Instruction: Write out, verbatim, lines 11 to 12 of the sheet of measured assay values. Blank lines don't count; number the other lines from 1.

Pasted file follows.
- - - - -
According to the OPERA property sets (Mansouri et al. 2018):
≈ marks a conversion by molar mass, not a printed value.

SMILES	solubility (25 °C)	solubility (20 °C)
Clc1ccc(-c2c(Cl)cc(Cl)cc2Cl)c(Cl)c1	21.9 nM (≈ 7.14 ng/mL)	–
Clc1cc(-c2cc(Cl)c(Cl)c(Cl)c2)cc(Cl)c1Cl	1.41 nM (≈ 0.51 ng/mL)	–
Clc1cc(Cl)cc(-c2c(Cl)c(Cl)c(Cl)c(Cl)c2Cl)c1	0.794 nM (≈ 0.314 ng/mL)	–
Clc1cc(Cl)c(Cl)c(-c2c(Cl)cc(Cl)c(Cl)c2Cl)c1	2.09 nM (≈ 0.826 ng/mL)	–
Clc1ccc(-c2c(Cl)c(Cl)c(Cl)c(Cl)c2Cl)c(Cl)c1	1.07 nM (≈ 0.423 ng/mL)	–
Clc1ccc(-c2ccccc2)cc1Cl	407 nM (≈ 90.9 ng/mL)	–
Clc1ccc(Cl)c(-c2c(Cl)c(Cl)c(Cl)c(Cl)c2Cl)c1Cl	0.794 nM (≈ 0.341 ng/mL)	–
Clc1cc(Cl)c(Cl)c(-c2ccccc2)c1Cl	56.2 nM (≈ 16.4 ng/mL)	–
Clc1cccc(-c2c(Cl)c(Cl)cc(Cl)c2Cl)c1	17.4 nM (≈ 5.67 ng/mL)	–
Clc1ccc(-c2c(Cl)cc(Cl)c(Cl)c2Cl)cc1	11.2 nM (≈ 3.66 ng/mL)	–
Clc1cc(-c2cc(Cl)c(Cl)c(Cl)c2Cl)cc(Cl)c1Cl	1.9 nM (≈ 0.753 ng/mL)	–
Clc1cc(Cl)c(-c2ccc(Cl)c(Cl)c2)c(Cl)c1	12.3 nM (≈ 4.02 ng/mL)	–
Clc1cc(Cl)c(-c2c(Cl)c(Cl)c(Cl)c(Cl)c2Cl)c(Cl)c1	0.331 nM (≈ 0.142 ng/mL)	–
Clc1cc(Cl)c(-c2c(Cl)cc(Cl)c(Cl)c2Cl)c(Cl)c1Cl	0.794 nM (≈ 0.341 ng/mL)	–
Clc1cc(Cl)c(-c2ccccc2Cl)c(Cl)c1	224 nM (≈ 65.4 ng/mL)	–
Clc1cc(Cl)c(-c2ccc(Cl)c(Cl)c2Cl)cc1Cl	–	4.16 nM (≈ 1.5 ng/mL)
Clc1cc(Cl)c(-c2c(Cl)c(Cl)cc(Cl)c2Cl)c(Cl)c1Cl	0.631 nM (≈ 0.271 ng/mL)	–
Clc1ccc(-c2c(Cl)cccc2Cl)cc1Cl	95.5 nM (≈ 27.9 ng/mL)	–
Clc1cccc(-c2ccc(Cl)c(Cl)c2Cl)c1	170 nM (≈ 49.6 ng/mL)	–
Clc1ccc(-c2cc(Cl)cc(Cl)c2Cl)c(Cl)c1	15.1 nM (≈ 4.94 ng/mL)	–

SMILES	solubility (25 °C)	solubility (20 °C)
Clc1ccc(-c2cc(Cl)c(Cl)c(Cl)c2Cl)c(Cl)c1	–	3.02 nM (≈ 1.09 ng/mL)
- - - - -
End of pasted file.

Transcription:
Clc1cc(Cl)c(Cl)c(-c2ccccc2)c1Cl	56.2 nM (≈ 16.4 ng/mL)	–
Clc1cccc(-c2c(Cl)c(Cl)cc(Cl)c2Cl)c1	17.4 nM (≈ 5.67 ng/mL)	–